Top 10 Smallest Snakes in the World

Smallest Snakes
© Egoreichenkov Evgenii/

Written by Rebecca Bales

Updated: July 31, 2023

Share on:


Snakes have always fascinated human beings for all sorts of reasons, including their lack of limbs, their cold-bloodedness, and the fact that some of them wield venom powerful enough to kill a grown man. A few snakes grow to an intimidating size, and the bigger and longer the snake is, the more they enthrall people. These big, dangerous snakes are the most likely to be collected for zoos. In the meantime, there are hundreds of species of snakes whose members live their lives humbly, barely noticed, some not much longer than earthworms. In recognition of these reptiles, here is a list of the world’s smallest snakes, from descending size.

Infographic of the 10 Smallest Snakes in the World
The Barbados Threadsnake is considered the smallest snake in the world.

#10. Short-Headed Garter Snake

Thamnophis brachystoma, the shorthead garter snake or short-headed gartersnake

Garter snake is a common name for generally harmless, small to medium-sized snakes.

©Eric Dale/

This snake is one of the thousands of garter snakes, which are members of the Thamnophis genus. Garter snakes are found only in North to Central America, and the short-headed is one of the smaller garter snakes at around 10 inches in length.

This particular snake is only found in New York and Pennsylvania. It is almost always found near a field and is sometimes kept as a pet. They eat only earthworms in the wild, but as pets, they’ll take small amphibians, fish, and even leeches.

Though short-headed garter snakes are hesitant to bite if they’re picked up, they will excrete feces or a bad-smelling musk if they’re annoyed.

The reproductive strategy of the snake depends on where it lives. Females reproduce every other year in New York, but those in Pennsylvania breed every year. Like other garter snakes, the short-headed gives birth to live young.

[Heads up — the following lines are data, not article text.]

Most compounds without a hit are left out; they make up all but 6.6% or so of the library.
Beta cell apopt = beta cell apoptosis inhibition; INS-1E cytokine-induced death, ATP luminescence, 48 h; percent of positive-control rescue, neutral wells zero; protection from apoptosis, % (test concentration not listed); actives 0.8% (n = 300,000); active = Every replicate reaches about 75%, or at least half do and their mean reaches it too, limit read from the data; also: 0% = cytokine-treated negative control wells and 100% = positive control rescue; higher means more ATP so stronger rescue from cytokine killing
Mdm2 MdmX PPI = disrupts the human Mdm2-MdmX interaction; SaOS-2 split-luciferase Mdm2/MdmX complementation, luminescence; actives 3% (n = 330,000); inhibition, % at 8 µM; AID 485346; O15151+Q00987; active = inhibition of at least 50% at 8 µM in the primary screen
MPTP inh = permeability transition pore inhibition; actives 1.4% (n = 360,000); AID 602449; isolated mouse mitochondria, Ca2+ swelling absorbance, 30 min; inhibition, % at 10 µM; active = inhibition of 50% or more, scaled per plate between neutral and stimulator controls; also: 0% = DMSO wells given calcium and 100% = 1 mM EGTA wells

#9. Malagasy Blind Snake

Blind snakes lives underground in soft soils, between plant roots and under stones.

Blind snakes look similar to earthworms with their translucent scales.


Rediscovered in 2007 after about a hundred years, this snake is only found in Madagascar and grows to around 9.8 inches long. Its nose is so armored and enlarged that it makes the snake’s head look somewhat like a bulldozer.

The Malagasy blind snake has scales that are not only pink but translucent, much like an earthworm. It does not have a lung but has a membrane where the lung would be. Like other blind snakes, this one burrows into sandy soil found in the coastal forests, using its hard head to dig. It’s considered critically endangered.

The snake eats ants and termites, which it hunts by following their smell and the heat given off by their bodies.

#8. Ringneck Snake

Smallest Snakes: Ringneck Snake

Ringneck Snakes will play dead when threatened.

©Michael K. McDermott/

Found from Canada down to central Mexico, this nocturnal snake gets its name for the band of yellow, red, or orange-yellow around its neck. Otherwise, the rest of the snake can be olive green, blue-gray, brown, or charcoal. Some herpetologists believe there are about 14 subspecies of this snake. All are about the same size, about 9.8 inches long. The exception is the regal ring-necked snake, which is a bit longer.